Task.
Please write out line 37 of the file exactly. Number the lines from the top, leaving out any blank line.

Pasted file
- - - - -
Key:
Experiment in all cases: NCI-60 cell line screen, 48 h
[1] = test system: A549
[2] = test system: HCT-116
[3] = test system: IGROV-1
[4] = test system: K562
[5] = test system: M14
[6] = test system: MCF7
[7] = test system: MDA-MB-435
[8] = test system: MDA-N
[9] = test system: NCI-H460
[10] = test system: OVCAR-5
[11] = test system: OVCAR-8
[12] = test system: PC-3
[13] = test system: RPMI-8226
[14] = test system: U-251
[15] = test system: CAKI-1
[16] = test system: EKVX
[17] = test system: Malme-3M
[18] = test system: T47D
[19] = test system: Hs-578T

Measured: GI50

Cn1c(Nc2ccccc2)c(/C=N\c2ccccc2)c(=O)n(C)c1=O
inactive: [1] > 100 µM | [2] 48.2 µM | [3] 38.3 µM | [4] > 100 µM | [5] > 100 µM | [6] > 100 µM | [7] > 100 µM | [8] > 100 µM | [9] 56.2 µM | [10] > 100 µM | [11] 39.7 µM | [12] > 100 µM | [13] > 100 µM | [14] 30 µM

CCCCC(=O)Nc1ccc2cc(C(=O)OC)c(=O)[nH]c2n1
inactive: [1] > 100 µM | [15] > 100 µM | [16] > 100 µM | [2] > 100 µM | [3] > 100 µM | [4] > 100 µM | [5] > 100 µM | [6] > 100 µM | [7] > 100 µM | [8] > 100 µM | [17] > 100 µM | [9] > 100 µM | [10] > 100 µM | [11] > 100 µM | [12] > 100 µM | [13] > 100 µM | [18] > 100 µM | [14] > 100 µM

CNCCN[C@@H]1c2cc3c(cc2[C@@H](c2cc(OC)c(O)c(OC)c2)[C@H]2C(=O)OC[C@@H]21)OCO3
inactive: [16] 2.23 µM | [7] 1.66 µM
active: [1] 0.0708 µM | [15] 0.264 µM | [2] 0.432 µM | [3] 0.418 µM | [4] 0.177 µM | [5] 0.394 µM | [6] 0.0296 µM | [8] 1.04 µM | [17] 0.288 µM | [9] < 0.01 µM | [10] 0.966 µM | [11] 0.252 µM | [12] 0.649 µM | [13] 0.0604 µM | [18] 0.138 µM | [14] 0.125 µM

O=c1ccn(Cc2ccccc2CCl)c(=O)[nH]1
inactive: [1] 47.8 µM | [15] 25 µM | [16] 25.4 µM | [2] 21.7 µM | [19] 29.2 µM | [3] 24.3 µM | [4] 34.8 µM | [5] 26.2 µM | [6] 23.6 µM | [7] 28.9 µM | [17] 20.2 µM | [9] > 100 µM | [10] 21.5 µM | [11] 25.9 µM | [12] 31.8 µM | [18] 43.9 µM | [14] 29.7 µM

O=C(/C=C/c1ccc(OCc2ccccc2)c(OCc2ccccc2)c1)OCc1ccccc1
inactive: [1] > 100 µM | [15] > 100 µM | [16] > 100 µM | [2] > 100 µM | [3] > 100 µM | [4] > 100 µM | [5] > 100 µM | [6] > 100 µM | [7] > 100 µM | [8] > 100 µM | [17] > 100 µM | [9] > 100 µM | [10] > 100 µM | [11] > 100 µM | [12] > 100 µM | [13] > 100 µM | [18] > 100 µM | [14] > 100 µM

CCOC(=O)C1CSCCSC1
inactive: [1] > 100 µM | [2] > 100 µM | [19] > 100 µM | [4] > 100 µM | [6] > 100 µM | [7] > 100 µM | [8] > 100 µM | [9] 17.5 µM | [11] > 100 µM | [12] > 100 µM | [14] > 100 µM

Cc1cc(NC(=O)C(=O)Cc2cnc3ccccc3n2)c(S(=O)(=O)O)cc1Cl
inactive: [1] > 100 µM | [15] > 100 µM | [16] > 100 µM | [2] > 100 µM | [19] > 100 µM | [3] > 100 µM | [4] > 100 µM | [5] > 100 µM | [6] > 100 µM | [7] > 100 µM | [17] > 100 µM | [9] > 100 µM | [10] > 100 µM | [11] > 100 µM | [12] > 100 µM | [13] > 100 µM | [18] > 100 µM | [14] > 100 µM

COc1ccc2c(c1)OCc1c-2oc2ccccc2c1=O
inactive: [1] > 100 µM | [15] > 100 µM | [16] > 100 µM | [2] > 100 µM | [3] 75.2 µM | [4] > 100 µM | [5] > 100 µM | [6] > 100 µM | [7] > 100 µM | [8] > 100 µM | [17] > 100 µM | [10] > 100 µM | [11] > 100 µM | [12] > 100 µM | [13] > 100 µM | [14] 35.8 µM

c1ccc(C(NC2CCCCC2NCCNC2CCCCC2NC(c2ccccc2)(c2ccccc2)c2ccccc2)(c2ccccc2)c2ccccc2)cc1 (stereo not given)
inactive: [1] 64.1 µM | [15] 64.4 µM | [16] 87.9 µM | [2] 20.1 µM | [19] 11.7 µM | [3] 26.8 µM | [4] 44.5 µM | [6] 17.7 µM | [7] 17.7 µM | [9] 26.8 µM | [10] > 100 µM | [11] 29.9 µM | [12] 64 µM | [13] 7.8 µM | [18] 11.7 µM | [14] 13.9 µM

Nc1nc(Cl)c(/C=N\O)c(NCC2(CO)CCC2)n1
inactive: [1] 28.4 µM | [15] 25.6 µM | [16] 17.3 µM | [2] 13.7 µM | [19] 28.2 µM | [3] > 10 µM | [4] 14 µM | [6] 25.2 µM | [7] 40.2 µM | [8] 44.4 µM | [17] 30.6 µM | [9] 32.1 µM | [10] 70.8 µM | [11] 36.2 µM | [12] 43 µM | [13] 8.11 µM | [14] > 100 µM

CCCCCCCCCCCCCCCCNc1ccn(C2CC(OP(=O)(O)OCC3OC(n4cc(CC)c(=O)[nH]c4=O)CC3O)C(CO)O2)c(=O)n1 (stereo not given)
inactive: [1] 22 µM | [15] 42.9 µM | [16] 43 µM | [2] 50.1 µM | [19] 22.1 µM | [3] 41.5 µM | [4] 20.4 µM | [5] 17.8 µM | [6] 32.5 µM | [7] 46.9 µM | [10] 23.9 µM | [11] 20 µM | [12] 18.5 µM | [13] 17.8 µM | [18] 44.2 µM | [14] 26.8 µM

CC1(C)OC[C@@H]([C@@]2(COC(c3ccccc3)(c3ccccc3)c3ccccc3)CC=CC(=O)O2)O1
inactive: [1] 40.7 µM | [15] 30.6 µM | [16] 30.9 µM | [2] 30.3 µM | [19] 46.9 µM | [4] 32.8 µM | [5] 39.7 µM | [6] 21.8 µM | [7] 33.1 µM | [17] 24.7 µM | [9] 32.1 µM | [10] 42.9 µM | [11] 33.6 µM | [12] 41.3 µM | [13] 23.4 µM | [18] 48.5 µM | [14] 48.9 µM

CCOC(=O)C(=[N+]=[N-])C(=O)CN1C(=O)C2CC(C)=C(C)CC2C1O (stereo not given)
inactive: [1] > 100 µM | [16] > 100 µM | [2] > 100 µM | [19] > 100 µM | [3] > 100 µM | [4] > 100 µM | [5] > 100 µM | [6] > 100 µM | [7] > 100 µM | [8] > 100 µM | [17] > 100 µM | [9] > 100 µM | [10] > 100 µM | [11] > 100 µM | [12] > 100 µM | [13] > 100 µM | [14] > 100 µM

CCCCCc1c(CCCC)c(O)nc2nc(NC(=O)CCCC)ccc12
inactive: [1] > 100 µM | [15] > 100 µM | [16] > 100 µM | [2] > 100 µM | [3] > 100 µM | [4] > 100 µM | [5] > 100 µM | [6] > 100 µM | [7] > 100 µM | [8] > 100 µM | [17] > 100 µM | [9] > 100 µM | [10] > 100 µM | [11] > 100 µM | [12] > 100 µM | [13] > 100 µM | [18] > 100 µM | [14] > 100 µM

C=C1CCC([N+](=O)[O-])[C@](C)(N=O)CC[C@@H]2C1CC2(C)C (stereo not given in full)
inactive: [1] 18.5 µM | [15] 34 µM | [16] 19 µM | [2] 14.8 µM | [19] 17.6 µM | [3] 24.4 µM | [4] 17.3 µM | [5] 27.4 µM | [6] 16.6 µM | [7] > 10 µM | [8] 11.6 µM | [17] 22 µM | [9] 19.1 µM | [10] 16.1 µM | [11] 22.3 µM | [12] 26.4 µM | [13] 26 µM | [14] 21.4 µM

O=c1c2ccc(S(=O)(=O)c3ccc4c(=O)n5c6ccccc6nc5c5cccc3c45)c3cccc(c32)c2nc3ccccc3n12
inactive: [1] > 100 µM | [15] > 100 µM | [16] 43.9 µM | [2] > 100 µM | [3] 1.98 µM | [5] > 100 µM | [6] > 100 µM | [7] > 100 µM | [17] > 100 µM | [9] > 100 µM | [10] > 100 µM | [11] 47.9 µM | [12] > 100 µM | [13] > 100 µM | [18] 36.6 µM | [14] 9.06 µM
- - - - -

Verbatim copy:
inactive: [1] > 100 µM | [15] > 100 µM | [16] > 100 µM | [2] > 100 µM | [19] > 100 µM | [3] > 100 µM | [4] > 100 µM | [5] > 100 µM | [6] > 100 µM | [7] > 100 µM | [17] > 100 µM | [9] > 100 µM | [10] > 100 µM | [11] > 100 µM | [12] > 100 µM | [13] > 100 µM | [18] > 100 µM | [14] > 100 µM